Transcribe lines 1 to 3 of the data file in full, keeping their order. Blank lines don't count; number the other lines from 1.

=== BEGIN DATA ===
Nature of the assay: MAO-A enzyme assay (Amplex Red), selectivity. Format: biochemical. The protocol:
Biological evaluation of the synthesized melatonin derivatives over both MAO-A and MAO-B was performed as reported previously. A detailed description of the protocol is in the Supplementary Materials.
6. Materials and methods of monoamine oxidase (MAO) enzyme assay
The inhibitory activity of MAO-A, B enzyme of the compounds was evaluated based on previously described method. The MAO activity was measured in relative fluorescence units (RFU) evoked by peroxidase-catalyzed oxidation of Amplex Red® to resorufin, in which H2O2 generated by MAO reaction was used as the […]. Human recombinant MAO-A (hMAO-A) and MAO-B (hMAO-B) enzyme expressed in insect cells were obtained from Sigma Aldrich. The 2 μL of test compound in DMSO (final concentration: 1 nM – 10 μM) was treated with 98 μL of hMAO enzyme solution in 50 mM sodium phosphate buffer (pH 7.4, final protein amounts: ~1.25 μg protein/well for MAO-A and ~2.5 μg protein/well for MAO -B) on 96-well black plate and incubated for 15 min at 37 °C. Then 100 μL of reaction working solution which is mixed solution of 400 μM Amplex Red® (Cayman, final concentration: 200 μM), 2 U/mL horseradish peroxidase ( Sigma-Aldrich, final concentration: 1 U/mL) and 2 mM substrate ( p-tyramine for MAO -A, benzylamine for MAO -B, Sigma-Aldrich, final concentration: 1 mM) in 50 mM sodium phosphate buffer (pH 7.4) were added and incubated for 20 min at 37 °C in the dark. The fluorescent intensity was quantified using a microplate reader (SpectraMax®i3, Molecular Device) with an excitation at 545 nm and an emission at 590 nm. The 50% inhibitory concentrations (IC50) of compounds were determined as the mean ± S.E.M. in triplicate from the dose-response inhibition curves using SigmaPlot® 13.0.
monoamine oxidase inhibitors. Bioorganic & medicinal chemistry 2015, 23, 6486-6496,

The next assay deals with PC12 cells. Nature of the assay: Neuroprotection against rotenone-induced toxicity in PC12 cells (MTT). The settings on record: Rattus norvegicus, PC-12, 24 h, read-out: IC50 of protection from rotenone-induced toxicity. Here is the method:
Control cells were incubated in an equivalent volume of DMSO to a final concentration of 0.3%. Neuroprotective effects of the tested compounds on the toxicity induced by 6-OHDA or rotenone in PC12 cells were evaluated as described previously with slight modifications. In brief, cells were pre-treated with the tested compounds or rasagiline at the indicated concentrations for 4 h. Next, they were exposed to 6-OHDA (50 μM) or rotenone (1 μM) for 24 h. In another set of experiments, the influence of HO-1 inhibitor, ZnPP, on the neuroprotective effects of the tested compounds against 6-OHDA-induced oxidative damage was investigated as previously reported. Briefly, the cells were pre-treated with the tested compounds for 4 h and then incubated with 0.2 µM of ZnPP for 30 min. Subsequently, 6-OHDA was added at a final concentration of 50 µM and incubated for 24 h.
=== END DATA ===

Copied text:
Nature of the assay: MAO-A enzyme assay (Amplex Red), selectivity. Format: biochemical. The protocol:
Biological evaluation of the synthesized melatonin derivatives over both MAO-A and MAO-B was performed as reported previously. A detailed description of the protocol is in the Supplementary Materials.
6. Materials and methods of monoamine oxidase (MAO) enzyme assay